Pattern recognition is difficult to teach. A good place to start is to pay attention to the target shapes regularly associated with good fishing as well as the place in the water column productive targets are regularly marked.
For example, when using the standard blue/red colour tone, strong snapper marks can be categorized by defined eyebrows in the bottom quarter of the water column. The redder the mark the stronger the indication, which is defined by either the size of the fish or how centered it was in relation to the transducer. A faint blue mark might still be a big fish; you may have just skimmed the edge of it with the transducer, or it could be in very deep water reducing the strength of the return signal.
Kingfish tend to show as a loose stack elongated sausage shapes, often in mid water but not necessarily in that classic haystack shape. Paying attention to the depth kingfish are marked is particularly useful when targeting them with live bait. For example, if you are fishing a total of 120 metres of water, with kingfish sitting at 70 metres, rather than hitting the bottom and winding an arbitrary quantity of line up to the approximate depth, trying using pre-marked multi-colour spectra and deploy exactly 70 to 80 metres of line, thus ensuring your bait is sitting in the middle of the kingi school.
Hapuka and bass are commonly marked as blue dots very close the bottom. Remember, this is because you are marking them in very deep water so the return signal is pretty weak. If you are lucky enough to mark these species in shallow water, they would probably show as very well defined red eyebrows.
And now for marlin. There’s not much to say really. If you trolling along in deep water and you mark a large eyebrow in the top third of the water column, it might pay to put your cup of tea down. He’s coming, ready or not.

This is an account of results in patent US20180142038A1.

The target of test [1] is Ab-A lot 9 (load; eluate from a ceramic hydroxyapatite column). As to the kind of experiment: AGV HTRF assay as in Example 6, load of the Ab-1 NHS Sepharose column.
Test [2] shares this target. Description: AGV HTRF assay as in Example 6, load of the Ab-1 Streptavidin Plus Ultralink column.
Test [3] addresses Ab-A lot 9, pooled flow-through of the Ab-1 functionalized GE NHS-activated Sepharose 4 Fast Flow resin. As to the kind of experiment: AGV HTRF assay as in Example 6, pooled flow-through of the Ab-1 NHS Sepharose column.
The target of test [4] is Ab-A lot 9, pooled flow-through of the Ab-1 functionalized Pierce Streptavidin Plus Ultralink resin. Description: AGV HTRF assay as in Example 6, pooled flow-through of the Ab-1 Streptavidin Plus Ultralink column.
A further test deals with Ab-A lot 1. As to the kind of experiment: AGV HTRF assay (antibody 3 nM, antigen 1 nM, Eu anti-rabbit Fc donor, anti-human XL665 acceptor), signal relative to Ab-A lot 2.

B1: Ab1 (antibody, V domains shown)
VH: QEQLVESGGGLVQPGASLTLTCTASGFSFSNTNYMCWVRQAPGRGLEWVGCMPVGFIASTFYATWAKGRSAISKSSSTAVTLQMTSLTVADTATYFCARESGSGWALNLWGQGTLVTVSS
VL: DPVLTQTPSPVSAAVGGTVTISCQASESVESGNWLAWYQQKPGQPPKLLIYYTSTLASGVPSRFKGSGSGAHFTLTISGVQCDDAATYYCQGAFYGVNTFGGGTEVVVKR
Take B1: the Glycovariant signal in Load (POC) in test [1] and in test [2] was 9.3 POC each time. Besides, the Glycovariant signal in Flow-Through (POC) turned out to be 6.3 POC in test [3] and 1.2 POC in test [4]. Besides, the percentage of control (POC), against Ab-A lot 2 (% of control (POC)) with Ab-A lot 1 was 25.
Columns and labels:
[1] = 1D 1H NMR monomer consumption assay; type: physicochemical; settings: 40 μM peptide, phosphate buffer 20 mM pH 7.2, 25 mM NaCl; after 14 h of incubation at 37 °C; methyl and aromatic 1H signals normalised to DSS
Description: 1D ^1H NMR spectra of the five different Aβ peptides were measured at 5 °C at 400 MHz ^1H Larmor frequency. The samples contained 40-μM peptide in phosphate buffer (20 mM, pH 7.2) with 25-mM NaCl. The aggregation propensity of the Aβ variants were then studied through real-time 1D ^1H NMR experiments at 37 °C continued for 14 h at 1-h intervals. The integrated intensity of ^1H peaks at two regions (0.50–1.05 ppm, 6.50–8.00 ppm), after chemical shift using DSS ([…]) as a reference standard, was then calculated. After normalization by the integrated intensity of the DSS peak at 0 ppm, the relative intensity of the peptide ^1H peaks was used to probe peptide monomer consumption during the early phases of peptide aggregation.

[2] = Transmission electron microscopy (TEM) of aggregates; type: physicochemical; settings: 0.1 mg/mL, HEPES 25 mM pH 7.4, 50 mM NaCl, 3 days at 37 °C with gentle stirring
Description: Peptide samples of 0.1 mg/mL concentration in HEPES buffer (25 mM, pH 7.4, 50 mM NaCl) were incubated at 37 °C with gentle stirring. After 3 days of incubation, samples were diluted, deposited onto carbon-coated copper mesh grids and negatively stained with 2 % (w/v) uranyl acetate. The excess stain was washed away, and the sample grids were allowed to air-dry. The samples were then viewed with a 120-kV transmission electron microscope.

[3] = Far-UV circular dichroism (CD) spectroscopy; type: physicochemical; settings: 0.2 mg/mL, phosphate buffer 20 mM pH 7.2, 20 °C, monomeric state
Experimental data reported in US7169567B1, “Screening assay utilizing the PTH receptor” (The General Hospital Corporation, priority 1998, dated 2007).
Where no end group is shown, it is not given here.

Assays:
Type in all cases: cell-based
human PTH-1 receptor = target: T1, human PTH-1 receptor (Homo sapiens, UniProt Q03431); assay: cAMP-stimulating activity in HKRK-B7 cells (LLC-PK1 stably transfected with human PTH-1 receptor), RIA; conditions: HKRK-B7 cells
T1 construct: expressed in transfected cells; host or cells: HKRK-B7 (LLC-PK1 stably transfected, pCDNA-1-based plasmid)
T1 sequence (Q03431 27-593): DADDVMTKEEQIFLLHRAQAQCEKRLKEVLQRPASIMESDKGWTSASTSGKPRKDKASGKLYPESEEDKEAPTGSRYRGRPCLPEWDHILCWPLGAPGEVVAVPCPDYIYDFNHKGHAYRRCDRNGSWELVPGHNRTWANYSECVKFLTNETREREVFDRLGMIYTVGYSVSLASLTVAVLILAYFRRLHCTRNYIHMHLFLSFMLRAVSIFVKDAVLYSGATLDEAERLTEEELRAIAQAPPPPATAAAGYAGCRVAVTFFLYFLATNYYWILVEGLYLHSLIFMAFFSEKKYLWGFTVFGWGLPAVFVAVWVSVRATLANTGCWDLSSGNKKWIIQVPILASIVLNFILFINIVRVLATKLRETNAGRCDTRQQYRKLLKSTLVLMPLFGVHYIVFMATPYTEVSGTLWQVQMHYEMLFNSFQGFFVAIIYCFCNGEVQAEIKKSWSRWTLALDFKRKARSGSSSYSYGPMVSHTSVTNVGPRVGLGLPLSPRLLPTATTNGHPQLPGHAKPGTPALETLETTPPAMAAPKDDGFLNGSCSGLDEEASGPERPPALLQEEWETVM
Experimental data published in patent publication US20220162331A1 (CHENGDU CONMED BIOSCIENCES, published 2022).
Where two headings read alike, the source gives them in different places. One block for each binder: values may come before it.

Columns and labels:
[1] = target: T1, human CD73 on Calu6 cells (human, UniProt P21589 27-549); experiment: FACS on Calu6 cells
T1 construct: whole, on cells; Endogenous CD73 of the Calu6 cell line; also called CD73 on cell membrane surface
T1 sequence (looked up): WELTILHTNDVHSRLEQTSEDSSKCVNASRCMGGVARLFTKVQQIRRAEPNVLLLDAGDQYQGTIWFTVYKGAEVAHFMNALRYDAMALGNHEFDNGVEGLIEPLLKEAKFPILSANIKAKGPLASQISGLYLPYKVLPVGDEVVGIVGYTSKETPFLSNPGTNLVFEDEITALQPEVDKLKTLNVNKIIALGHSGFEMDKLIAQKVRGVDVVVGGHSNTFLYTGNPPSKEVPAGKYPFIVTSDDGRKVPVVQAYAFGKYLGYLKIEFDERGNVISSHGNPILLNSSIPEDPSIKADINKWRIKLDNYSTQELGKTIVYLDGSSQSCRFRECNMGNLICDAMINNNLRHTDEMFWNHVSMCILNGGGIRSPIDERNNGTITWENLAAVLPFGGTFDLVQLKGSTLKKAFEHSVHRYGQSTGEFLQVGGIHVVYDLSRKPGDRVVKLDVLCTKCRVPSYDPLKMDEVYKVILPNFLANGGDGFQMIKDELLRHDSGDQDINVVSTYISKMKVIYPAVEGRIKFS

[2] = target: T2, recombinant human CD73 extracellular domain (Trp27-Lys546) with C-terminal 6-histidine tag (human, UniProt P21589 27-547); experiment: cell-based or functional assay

Important sounder technology
Modern hi resolution sounder screens offer significantly improved target definition, particularly at greater depths. Look for CHIRP capable units and transducers.
Most of the major manufacturers offer CHIRP (compressed high-intensity radar pulse) sounder technology. It’s complicated science. The summary is that CHIRP allows the user to send more powerful signals into deeper water, receiving stronger signals in return.
While of marginal benefit in shallow water, CHIRP offers far greater signal discrimination in deeper water and is worth the investment for those with great ambitions.
It is essential to pair a CHIRP head unit with a CHIRP capable transducer. In fact, I would advise installing the highest quality transducer your budget will afford in order to ensure it is future proofed for any upgrade of the head unit at a later date.
Side scanning sonar
Side scanning sonar is more akin to a TV picture, than conventional sounders. Pictured, is a version from manufacturer Navico, who produce Simrad
In recent years, side scanning sonar, which was originally developed for commercial seafloor exploration purposes, has been released for recreational fishers. It produces a picture more akin to a pair or television screens than a conventional fish finder.
While recreational side scanning technology can be used to spot fish, most notably bait schools, due to the high degree of signal scatter it’s a technology better suited for those keen to make the most of the physical bottom structure on offer, such as divers and crayfishermen.